Joan of Arc, who lived from 1412 to 1431, has been a source of fascination for over five hundred years. “There is no one like her,” Mary Gordon asserts as she begins her biography. “She may be the one person born before 1800, with the exception of Jesus Christ, that the average Westerner can name,” and most can even provide information about her—that she was French, wore men’s armor, led an army, and was burned at the stake. Gordon claims that Joan has been re-created by more well-known authors than any other figure—by William Shakespeare, Voltaire, Friedrich Schiller, Thomas De Quincey, Mark Twain, Bertolt Brecht, and George Bernard Shaw, for example; in addition, films continue to be made about her. Gordon points out that while most of the books and films focus on some particular interpretation of Joan, her real fascination lies in the contradictions in her life, and “in the way that these contradictions did not end” with her death.
Joan was born in the village of Domrémy-la-Pucelle, now the province of Lorraine, France, in January (probably January 6), 1412. She was the fourth child and only daughter of a peasant father, Jacques d’Arc, and a religious mother, Isabelle, called Romée. France was in the midst of the Hundred Years’ War, a dynastic conflict with England that included the Burgundian faction in France siding with the English. Violence and pillaging repeatedly spilled over into small towns and rural areas. The church in Domrémy was burned and plundered by these marauders in 1425, the same year that Joan started having visions of angels and saints speaking to her. The Burgundy forces destroyed Joan’s family home in 1428. By half a year later, the visions and voices were telling her that she must make herself a soldier who would crown the king and save France. She accomplished the first two goals and perhaps in a sense (though posthumously) the third as well.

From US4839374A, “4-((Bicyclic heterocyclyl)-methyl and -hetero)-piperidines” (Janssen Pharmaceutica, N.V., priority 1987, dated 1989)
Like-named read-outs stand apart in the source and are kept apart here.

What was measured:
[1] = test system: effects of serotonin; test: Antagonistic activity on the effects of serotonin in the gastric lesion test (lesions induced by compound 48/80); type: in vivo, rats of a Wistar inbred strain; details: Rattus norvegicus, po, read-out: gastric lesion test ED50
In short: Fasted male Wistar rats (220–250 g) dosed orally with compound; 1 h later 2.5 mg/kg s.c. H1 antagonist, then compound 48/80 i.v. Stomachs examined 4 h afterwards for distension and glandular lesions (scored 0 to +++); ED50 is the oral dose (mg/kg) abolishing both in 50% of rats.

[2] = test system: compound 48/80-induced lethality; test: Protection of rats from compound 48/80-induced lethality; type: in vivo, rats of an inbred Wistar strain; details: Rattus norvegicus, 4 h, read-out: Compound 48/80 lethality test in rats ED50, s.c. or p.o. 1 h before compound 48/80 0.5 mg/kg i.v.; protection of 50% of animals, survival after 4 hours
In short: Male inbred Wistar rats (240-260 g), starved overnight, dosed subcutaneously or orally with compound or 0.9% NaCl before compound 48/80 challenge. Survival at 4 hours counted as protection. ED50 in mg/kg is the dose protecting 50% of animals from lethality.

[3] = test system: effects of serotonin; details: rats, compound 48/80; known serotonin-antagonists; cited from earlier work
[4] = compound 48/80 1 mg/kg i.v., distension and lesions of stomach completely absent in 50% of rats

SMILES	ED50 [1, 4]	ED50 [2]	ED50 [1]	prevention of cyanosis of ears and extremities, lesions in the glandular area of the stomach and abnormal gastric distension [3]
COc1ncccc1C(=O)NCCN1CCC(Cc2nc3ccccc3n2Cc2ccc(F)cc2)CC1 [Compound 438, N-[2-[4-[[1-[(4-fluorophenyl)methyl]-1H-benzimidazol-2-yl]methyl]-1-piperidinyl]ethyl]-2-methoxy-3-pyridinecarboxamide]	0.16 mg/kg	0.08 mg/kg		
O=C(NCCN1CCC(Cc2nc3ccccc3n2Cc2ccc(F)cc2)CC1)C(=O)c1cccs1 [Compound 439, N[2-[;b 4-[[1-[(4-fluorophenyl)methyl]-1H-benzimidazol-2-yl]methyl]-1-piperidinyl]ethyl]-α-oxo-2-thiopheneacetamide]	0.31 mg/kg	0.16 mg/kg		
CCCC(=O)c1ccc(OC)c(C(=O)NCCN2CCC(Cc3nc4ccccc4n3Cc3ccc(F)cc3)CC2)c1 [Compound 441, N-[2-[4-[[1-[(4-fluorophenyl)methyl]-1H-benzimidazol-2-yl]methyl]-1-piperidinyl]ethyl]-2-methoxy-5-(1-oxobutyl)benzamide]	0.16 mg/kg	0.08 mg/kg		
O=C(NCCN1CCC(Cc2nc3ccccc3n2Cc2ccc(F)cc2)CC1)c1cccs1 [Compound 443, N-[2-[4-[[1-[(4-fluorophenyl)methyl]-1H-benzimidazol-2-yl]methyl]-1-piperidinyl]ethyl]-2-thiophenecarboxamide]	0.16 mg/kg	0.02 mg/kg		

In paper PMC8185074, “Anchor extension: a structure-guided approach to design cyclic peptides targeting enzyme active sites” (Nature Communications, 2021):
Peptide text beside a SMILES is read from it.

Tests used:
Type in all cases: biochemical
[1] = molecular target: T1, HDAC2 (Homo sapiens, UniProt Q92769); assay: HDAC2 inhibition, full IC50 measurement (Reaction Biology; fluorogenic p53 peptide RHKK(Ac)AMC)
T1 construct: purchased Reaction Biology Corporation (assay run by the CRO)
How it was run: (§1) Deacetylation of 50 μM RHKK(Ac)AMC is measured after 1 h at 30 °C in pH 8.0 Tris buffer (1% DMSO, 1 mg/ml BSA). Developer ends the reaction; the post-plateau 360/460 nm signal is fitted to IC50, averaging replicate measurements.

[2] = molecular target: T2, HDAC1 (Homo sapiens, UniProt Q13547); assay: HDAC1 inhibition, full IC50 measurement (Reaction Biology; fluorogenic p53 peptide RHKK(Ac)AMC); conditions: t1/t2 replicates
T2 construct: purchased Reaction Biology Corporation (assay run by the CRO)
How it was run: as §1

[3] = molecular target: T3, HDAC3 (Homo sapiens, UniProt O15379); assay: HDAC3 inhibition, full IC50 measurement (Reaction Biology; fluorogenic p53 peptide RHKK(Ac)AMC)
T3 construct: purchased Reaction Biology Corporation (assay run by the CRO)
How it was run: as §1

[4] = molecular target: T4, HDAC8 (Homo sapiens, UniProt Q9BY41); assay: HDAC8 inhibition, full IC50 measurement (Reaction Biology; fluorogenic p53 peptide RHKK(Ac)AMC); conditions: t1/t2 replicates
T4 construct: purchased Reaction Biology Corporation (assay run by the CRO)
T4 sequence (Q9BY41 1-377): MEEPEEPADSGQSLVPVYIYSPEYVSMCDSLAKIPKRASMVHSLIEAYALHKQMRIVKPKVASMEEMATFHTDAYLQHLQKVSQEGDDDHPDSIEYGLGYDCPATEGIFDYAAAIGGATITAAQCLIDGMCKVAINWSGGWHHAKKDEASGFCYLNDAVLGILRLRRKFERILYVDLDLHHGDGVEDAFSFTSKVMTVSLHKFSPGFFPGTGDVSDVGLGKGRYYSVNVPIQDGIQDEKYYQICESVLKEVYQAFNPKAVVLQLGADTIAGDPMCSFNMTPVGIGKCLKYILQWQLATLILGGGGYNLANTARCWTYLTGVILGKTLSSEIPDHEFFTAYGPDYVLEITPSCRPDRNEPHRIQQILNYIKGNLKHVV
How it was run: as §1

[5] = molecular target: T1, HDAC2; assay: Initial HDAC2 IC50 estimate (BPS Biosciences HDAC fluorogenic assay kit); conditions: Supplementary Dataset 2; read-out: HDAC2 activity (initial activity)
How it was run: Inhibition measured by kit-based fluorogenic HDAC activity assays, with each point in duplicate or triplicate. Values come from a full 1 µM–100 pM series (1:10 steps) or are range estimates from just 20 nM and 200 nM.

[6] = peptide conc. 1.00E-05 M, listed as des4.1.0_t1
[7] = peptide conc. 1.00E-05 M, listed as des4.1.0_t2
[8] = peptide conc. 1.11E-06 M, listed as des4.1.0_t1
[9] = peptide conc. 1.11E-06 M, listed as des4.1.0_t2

Telling her parents that she was going to help a relative who was nearing childbirth, she instead convinced a local lord to give her entrée to the court. She never saw her parents again. Somehow she convinced the dauphin, a boy who was the surviving eleventh son of the previous king and disputably his successor, to outfit her with armor so that she could lift the long English siege of the city of Orléans. Although like other peasant girls she was illiterate and had no experience in speaking in public, she attracted soldiers who responded to her inspiration and led them in battle successfully for a few months. The visions and voices she identified as St. Michael, St. Catherine, and St. Margaret had told her she should crown the dauphin king, which she literally did, placing the crown on the head of Charles VII at Chinon. The hope was that he would become the king of a united France. Charles, however, was weak and unstable. He was personally extravagant but did not provide for troops. What money he had came from De la Tremoille, a duke who was never a friend to Joan. The troops began to desert for lack of pay and the successes ended. When Joan was captured by the Burgundians and sold to the English as a prisoner, no one, including King Charles, ventured to pay ransom for her return, as was custom.
Records of the notorious trial of Joan of Arc have survived. Joan was imprisoned for over a year, and the trial itself in Rouen, France, lasted for five months. Rather than a military or legal trial, it was an ecclesiastical trial conducted by the Roman Catholic Church’s inquisition and based on the presumption of heresy. The eager man in charge was Pierre Cauchon, the bishop of Beauvais, who was on the English and Burgundian side and who opposed everything else Joan stood for, especially her model of authority—mystical, individualistic, and female. Cauchon assembled for the trial one cardinal, six bishops, thirty-two doctors of theology, sixteen bachelors of theology, seven doctors of medicine, and one hundred other clergymen associates. Joan was the only woman present, and she had no one on her side but herself.
The outcome was a foregone conclusion, though certainly not a swift one. In true inquisition style, rather than bringing a set of charges against Joan, the authorities continuously questioned her and then twisted anything she said to claim that she had disobeyed the Church. At one point Joan managed to try to escape by jumping out a window to the ground sixty feet below. She was scarcely injured but was immediately recaptured, and the event was used as further evidence against her. Was she trying to commit suicide? A sin against Church teachings. Did she think she could escape? A sin of pride and a sin against the Church court. How could she escape injury? A sin of witchcraft. The charge of idolatrous...
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